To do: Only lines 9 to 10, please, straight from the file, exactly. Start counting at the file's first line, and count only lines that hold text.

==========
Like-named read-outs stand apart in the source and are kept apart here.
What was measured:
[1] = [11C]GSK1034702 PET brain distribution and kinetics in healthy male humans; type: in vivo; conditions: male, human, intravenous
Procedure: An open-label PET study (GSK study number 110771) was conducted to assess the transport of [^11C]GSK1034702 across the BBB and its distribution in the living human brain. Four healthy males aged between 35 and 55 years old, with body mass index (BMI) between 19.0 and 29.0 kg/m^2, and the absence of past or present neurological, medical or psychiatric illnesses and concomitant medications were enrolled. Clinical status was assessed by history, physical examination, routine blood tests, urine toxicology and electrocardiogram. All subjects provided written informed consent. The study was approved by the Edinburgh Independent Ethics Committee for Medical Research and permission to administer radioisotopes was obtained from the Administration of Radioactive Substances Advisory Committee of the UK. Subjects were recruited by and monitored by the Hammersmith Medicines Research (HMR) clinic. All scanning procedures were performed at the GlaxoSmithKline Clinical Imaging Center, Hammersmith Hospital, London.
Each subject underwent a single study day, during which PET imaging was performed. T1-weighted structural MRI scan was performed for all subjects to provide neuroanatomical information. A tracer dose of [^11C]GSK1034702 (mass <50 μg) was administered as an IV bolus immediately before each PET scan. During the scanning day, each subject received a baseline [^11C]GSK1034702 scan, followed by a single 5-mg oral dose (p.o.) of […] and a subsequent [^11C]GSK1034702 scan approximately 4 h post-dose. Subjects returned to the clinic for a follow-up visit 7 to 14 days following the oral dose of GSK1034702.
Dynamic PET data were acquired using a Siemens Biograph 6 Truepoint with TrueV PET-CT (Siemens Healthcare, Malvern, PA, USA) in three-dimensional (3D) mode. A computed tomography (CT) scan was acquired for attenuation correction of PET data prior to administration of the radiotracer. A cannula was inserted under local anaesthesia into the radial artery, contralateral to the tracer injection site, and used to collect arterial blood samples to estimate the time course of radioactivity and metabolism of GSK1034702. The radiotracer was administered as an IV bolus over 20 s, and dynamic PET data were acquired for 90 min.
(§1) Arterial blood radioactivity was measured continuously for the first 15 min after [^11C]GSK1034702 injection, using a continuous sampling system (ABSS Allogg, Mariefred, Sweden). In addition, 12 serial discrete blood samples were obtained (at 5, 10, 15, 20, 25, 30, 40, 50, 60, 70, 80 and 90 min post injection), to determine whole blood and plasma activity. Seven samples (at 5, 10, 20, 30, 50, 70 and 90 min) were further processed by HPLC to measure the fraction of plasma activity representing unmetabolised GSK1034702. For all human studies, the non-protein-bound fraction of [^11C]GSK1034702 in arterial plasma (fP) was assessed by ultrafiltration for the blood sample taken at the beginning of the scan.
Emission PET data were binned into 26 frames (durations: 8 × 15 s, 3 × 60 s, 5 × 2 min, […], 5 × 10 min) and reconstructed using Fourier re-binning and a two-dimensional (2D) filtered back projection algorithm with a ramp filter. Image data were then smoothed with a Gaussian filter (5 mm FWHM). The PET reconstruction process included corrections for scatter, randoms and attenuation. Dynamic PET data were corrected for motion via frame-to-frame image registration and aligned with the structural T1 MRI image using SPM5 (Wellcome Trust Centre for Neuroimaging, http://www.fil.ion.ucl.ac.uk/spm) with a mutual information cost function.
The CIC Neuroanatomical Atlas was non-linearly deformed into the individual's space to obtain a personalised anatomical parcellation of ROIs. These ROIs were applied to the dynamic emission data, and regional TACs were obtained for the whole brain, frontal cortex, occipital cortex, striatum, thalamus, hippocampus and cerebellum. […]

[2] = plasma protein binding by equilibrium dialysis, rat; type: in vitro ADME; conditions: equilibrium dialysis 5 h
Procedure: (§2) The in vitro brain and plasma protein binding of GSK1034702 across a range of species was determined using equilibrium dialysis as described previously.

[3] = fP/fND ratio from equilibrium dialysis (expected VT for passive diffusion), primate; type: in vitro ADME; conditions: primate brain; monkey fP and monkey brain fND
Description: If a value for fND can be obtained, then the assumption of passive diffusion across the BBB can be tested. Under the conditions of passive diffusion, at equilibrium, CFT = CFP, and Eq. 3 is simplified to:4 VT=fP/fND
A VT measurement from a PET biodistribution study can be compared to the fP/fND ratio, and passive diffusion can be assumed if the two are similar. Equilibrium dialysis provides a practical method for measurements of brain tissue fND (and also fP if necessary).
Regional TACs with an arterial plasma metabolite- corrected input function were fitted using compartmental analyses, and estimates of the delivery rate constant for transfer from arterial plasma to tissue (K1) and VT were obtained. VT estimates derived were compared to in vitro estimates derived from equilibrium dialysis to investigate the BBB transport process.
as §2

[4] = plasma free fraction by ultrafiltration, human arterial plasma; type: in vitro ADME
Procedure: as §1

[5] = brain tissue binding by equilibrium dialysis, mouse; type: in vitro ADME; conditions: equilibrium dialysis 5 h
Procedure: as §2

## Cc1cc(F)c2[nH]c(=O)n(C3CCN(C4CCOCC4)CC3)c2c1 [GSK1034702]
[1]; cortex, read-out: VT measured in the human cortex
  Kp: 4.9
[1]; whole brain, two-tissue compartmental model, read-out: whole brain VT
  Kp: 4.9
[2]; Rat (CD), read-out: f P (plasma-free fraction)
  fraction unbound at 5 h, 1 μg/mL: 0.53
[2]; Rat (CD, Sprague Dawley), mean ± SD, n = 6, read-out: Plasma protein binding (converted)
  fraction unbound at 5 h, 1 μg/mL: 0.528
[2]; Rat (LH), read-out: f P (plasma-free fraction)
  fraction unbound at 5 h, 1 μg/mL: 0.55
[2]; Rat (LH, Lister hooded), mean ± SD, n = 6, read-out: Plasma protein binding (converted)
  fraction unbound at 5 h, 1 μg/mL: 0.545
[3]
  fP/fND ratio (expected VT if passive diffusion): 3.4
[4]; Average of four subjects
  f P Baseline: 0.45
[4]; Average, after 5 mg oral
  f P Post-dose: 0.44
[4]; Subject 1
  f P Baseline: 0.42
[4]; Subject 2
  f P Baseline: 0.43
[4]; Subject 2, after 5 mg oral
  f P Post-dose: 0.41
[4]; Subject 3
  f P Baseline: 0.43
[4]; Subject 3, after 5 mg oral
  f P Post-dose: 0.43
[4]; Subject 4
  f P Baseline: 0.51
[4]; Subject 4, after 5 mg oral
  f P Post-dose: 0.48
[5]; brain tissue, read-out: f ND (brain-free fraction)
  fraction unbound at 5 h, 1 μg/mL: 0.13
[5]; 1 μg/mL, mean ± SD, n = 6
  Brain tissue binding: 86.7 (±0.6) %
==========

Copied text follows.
The CIC Neuroanatomical Atlas was non-linearly deformed into the individual's space to obtain a personalised anatomical parcellation of ROIs. These ROIs were applied to the dynamic emission data, and regional TACs were obtained for the whole brain, frontal cortex, occipital cortex, striatum, thalamus, hippocampus and cerebellum. […]

[2] = plasma protein binding by equilibrium dialysis, rat; type: in vitro ADME; conditions: equilibrium dialysis 5 h